The Wild, Wild Web
* Readers should be warned that The Post's new health Web site, www.washingtonpost.com/ health, launched April 13, included potentially dangerous drug information. Information on the site, provided by Inteli-Health, Inc., in association with Johns Hopkins, is out-of-date and inaccurate. Here are just three examples:
For the nighttime heartburn drug cisapride (Propulsid), The Post's Web site advises for "Infants and children: No special problems are expected if the drug is used exactly as prescribed." There have been 38 reports of death from heart rhythm disturbances, including several in children, associated with the use of cisapride during its first five years on the market. The June 1998 revised labeling for this drug states the "safety and effectiveness [of cisapride] in pediatric patients under the age of 16 years have not been established for any indication."
Second, The Post's Web site incorrectly states that the short-acting form of nifedipine (Procardia capsules) is used to treat "high blood pressure." This form of the drug has never been approved by the Food and Drug Administration for the treatment of high blood pressure. In fact, short-acting nifedipine was relabeled in 1997 to say "Procardia capsules should not be used for the control of essential hypertension" because of its association with an increased risk of heart attack and death when used to treat high blood pressure.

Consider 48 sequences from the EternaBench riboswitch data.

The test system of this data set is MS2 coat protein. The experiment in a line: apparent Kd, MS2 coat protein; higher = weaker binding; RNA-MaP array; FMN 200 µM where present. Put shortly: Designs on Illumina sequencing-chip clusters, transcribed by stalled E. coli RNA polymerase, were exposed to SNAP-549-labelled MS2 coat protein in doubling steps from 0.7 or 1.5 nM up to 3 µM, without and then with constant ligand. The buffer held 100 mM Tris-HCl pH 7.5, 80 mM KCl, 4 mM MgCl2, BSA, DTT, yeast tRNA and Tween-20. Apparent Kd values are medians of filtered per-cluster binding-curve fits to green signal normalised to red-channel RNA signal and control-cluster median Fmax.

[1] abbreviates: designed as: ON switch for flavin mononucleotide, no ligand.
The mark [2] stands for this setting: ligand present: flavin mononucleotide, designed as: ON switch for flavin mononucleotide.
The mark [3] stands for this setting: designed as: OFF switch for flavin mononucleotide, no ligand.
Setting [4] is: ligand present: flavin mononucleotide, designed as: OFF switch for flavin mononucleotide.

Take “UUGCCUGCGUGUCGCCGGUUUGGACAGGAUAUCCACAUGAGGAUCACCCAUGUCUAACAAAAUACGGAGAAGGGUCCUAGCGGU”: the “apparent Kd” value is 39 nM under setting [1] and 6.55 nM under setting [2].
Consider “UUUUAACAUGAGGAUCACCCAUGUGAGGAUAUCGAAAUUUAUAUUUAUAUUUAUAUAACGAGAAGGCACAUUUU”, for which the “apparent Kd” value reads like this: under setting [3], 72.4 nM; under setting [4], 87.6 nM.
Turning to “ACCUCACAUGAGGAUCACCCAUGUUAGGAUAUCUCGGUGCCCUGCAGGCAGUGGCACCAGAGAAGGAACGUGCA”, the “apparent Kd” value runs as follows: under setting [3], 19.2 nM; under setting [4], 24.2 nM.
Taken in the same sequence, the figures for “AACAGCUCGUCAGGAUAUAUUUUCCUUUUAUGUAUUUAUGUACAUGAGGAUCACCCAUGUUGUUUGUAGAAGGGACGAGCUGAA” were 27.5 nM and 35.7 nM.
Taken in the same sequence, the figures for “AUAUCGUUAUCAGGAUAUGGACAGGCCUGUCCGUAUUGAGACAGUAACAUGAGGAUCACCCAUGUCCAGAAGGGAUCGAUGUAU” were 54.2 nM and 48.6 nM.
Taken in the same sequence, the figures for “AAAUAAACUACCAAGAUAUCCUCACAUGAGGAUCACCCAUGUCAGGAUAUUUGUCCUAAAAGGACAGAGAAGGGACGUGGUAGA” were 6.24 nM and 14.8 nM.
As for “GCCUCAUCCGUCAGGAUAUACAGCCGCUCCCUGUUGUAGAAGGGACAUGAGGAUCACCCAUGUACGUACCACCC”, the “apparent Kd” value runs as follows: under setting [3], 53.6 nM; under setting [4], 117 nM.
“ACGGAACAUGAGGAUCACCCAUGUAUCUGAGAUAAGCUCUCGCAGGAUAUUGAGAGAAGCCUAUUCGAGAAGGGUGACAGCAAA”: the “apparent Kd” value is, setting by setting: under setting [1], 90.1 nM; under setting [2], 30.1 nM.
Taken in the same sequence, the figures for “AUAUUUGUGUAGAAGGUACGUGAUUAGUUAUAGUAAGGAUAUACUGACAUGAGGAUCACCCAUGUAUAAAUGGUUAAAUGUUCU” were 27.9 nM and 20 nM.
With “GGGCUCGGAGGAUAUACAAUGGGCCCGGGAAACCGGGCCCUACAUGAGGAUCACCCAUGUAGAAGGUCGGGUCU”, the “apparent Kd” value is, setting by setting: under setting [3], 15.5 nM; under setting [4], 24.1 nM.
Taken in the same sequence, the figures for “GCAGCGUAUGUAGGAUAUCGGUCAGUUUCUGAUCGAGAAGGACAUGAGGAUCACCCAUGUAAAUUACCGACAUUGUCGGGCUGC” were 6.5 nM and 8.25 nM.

Third, the Web site still contains information on the painkiller bromfenac (Duract), a drug banned in June 1998 because of liver toxicity, and makes no mention of the fact that this drug should not have been used for longer than 10 days. Bromfenac was relabeled in February 1998 with the following warning: "Duract is a nonsteroidal anti-inflammatory drug (NSAID) indicated only for the short-term (10 days or less) management of acute pain and is not indicated for long-term use."
Abigail Trafford's Health section commentary claims the quality of the Web site information is up to the "standard you have come to expect from The Washington Post." For now, these standards are not being met.
Larry D. Sasich, Pharm.D, MPH
Sidney M. Wolfe, MD
Public Citizen's Health Research Group
Scott L. Sherman, assistant dean of the Johns Hopkins University School of Medicine, sent the following reply to Sasich and Wolfe:
"I am writing to assure you that Inteli-Health and Johns Hopkins are taking immediate action to respond to the problems you identified.
First, we are having Duract removed from the database. Second, we have edited the listings for Propulsid and Procardia to make them up-to-date and accurate and have transmitted those changes to The Post.
A word of explanation regarding the deficiencies you identified is in order. The Post's Web site initially included an electronic download of a book, "The Johns Hopkins Complete Home Encyclopedia of Drugs," which was up-to-date at the time of printing. The Post should have received instead a separate online database, which has been regularly updated to reflect changes (including the recall of Duract). Thanks to you, we discovered this problem and are taking steps to correct it.